So we start off with a terrible situation, a hokey explanation by Mr. Feaster, and some really serious charges: Feaster was charged with attempted first degree murder, aggravated assault, two counts of especially aggravated kidnapping, and one count of aggravated robbery. The defendant was found guilty of: one count of attempted voluntary manslaughter, aggravated assault, and one count of false imprisonment. (This leads me to believe that the jury believed he beat the crap out of her, but that they didn’t really believe she was innocent, and maybe she had guns and drugs in the house. Pure speculation, on my part.)
The issue: whether the count of attempted voluntary manslaughter and aggravated assault should merge based on past court precedent.
The answer: No.
The analysis: Before answering the substantive question, the Tennessee Supreme Court had to analyze whether State v. Denton (Tenn. 1996) or State v. Watkins (Tenn. 2012) was the applicable standard for Mr. Feaster’s case. (Denton was in effect at the time of the offense, but Watkins later overruled Denton’s criteria for determining double jeopardy.) When the Court abandoned the four-part Denton test, they adopted, in State v. Watkins, the same-elements test established under Blockburger (USSC 1932).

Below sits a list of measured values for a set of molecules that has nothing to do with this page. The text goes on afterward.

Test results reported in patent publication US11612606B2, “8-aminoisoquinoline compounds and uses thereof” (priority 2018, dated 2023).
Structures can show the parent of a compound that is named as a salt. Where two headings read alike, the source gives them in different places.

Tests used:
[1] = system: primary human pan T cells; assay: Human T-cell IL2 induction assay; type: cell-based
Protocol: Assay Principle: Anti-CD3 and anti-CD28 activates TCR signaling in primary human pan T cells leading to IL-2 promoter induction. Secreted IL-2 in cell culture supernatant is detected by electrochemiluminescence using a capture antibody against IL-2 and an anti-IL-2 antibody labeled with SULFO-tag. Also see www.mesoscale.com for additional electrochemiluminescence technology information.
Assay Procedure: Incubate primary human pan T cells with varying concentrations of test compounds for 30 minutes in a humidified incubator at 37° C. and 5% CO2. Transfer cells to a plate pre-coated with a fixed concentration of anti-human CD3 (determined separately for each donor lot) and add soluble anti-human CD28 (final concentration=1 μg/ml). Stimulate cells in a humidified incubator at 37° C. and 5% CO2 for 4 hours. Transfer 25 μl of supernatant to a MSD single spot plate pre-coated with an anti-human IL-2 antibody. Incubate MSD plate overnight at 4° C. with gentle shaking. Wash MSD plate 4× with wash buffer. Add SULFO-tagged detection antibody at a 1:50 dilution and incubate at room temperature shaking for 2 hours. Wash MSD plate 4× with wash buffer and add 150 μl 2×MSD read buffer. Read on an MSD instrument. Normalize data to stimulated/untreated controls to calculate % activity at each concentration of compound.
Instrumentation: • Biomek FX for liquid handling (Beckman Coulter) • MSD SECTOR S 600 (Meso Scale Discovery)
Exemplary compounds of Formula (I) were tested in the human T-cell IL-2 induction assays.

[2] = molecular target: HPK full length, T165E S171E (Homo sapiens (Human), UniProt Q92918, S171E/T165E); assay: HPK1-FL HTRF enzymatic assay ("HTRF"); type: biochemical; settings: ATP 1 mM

Here, the Tennessee Supreme Court held that Watkins, the 2012 case, would apply to Feaster’s conviction, which preceded the 2012 change in the double jeopardy standard. The court cited the “analytical shortcoming of the Denton test” and the wide acceptance of the Blockburger standards in “federal courts and the vast majority of our sister states.”
Watkins, following Blockburger, focused first on a determination of legislative intent: did the General Assembly intend for multiple punishments to be imposed? If this is unknown, go to the next question: do the convictions arise out of the same act or transaction? If the answer is yes, then go to the next question: do either of the offenses include elements that the other one does not?
Applying Watkins to Feaster’s convictions, the Supreme Court affirmed the CCA, finding that attempted voluntary manslaughter and aggravated assault arose out of the same incident, but contain “numerous elements that the other does not.”